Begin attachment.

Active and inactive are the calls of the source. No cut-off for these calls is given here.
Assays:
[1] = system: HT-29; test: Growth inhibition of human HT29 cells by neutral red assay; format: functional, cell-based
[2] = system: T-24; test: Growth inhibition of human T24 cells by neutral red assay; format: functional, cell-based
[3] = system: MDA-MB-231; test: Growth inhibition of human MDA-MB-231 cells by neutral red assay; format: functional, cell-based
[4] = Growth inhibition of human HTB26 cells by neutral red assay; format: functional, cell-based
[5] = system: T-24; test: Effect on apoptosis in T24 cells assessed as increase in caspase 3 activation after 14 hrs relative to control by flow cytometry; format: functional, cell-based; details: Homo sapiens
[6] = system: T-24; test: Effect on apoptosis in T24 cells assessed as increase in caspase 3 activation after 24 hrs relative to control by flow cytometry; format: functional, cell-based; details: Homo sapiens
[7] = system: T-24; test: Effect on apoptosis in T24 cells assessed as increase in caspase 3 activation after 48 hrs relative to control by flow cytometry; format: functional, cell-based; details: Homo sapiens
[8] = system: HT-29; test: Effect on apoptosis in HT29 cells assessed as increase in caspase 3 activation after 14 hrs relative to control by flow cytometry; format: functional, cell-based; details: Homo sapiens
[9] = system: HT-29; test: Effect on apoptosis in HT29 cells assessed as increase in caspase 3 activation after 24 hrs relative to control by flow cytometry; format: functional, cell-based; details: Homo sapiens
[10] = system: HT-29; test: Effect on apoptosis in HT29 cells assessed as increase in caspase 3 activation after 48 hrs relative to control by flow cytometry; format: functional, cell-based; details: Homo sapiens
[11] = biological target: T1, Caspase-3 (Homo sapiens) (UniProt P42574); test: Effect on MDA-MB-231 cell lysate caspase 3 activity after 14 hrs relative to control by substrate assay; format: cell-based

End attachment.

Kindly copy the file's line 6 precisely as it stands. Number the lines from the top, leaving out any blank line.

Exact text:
[4] = Growth inhibition of human HTB26 cells by neutral red assay; format: functional, cell-based